For the second year in a row, investors in Uber Technologies Inc. will vote Monday on a shareholder proposal calling for more transparency into its lobbying, and Lyft Inc. shareholders will face the same question next month.
As the two companies continue to try to change labor laws in an effort to preserve their business model that relies on treating gig workers as independent contractors, the International Brotherhood of Teamsters say Uber
do not provide adequate disclosure about their lobbying activities.
In the union’s engagement with the companies on this issue, Michael Pryce-Jones, senior governance analyst for the Teamsters, told MarketWatch: “Both companies clam up when you start asking about the funding of supposed independent worker coalitions pushing Prop.-22 like legislation; clearly, they have something to hide.”
Gig companies led by Uber and Lyft put Proposition 22 on the California ballot in 2020, spending a record amount of more than $200 million on the measure. It was approved by 58% of voters, allowing gig companies to avoid a state law that would have required them to classify gig workers as employees. Prop. 22 is now up in the air after a judge threw it out, but gig companies are trying to expand the model elsewhere, saying most ride-hailing drivers and delivery workers prefer to be independent contractors.
In a statement to MarketWatch, Teamsters General President Sean O’Brien said: “Gig companies are pushing an agenda designed to rob workers.”
This is the second year in a row the Teamsters have put their proposal before investors in both companies. Last year, 31% of shareholders voted for the proposal at Uber and 40% voted for the proposal at Lyft.
Asked whether the Teamsters expect a higher percentage of yes votes this year, Pryce-Jones said it is baffling why “a responsible investor wouldn’t want to know how much Uber or Lyft were spending to continue to exploit employment loopholes — it goes to the core question of long-run profitability.”
See: The app-based economy could see key changes in 2022
In a letter to Uber shareholders in April, the Teamsters called their proposal “an urgent request given Uber’s efforts to exploit loopholes in existing regulation and the vulnerability of this strategy to legislative, regulatory or court challenges.”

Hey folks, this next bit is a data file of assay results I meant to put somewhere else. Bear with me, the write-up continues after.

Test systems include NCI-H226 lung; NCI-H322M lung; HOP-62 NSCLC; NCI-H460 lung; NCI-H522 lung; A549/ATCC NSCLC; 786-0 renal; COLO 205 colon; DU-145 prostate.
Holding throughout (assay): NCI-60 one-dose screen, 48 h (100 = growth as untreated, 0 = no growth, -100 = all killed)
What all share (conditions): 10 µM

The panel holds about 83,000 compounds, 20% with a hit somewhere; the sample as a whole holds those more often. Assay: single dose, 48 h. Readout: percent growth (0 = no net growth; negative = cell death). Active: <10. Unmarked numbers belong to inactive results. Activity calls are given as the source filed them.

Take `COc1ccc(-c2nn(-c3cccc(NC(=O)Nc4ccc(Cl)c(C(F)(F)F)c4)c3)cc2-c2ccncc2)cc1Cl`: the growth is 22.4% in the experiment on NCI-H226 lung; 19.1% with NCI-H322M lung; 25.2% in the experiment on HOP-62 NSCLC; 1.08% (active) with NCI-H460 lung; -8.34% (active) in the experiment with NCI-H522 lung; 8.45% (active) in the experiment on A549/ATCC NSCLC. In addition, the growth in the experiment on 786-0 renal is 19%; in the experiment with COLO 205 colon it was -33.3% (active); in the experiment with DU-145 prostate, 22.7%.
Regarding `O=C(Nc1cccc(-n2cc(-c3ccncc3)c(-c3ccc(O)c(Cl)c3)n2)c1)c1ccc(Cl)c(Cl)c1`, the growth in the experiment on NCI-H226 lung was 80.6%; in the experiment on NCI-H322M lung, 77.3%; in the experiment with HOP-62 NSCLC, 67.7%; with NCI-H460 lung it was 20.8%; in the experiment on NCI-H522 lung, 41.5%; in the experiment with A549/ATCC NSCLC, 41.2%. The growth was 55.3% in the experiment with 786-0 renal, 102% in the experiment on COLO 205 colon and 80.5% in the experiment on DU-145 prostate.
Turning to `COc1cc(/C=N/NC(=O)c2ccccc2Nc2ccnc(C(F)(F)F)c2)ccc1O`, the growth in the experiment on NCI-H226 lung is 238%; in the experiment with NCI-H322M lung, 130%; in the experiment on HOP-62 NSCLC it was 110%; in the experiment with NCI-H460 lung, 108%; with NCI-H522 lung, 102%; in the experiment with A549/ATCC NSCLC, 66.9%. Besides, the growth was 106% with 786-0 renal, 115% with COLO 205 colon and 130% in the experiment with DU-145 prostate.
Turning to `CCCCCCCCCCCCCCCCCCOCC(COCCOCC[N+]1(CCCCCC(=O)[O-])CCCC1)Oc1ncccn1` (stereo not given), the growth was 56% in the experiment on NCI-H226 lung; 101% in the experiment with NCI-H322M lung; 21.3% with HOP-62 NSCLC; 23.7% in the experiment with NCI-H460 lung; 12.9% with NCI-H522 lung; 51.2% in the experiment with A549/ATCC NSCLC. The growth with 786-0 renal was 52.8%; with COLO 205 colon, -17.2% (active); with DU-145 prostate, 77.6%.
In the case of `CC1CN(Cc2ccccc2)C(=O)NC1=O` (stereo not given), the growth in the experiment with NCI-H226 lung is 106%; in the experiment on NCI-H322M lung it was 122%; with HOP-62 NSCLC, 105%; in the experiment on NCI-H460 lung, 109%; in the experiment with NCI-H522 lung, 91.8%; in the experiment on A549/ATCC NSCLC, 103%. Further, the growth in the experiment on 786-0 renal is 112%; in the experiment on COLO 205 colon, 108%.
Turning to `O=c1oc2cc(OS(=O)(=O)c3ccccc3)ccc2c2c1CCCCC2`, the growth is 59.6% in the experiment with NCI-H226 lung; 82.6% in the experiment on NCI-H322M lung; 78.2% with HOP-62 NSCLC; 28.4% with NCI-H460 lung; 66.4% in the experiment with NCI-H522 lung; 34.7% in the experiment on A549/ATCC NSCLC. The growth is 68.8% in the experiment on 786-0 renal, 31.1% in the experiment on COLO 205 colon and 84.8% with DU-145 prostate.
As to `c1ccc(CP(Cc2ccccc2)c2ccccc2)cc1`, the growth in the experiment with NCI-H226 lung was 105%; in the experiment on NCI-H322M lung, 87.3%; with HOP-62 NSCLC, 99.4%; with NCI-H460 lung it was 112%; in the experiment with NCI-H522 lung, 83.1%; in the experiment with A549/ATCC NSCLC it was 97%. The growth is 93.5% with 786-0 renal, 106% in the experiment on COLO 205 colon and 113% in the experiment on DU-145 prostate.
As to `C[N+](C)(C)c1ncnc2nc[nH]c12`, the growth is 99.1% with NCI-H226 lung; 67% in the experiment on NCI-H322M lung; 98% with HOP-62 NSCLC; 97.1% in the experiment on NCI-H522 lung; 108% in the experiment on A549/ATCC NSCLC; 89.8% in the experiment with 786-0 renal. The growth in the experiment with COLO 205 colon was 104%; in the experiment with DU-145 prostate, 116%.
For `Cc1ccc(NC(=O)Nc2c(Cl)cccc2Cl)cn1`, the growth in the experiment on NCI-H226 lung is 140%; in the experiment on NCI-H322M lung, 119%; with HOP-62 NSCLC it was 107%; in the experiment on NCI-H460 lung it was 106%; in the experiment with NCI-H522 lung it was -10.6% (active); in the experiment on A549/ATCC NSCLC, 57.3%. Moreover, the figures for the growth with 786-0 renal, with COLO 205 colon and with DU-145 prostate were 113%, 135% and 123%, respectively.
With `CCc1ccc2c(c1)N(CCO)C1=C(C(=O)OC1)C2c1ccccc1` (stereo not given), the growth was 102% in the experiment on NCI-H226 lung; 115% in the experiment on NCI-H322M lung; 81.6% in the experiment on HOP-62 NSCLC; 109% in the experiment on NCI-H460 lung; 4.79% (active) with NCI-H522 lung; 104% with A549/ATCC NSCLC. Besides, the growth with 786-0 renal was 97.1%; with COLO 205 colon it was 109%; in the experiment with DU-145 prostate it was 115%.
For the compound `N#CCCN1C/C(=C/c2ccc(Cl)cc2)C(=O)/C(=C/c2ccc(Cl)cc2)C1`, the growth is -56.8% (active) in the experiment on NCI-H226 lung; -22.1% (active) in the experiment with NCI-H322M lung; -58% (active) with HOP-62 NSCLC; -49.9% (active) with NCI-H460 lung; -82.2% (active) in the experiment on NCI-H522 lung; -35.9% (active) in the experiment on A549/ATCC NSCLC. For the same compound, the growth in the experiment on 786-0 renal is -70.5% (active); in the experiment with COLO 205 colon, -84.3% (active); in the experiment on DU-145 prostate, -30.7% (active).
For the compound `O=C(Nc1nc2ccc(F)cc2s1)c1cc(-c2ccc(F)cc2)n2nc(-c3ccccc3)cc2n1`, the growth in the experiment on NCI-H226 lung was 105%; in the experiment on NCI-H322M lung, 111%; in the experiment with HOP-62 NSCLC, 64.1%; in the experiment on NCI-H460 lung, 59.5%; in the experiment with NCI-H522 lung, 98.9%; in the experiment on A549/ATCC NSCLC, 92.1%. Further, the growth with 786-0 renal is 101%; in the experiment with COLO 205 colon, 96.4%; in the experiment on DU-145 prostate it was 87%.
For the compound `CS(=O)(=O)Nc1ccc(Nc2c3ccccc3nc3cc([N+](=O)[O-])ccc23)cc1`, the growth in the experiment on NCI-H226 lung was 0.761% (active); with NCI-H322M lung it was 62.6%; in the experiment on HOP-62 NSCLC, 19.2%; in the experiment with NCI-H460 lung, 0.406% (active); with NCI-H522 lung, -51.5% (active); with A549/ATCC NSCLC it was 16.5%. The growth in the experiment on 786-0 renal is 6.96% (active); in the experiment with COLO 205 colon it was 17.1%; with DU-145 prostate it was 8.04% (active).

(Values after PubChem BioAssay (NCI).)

The Teamsters are asking both companies for an annual report with details that go beyond the required state and federal government filings about their lobbying activities, such as recipients and payment amounts related to indirect lobbying efforts and their memberships in organizations that engage in legislative work. The boards of Uber and Lyft recommend no votes on the proposals, saying the companies already disclose enough information about their lobbying activities and policies in filings and on their websites.
“It is important that Uber advocates on behalf of the Company and its stakeholders — including those that use the platform to earn — as we reimagine the way the world moves for the better,” Uber’s board writes.
Lyft’s board writes: “Additional disclosure might put Lyft at a competitive disadvantage by revealing new business strategies and priorities to competitors or others working on the other side of our issues or against the interests of our community.”
As they did last year, the two most prominent and influential proxy advisory services in the nation, Institutional Shareholder Services and Glass Lewis, are recommending a yes vote on the proposal at Uber’s annual general meeting on Monday.
ISS said in its proxy research report that “the company lacks comprehensive
disclosure of its lobbying activities and expenditures, and its political activity policy provides little information about management and oversight of lobbying expenditures.”
In its report, Glass Lewis said disclosure of indirect contributions is “essential to determining the effectiveness of the organizations in representing the Company’s and its shareholders’ interests.”
ISS and Glass Lewis also recommended yes votes on the proposal at Lyft last year, though they have not yet published their proxy research reports on the company this year. Lyft’s meeting is scheduled for June 16.
For more: In record-breaking $200 million fight to preserve the gig economy, messaging doesn’t always need money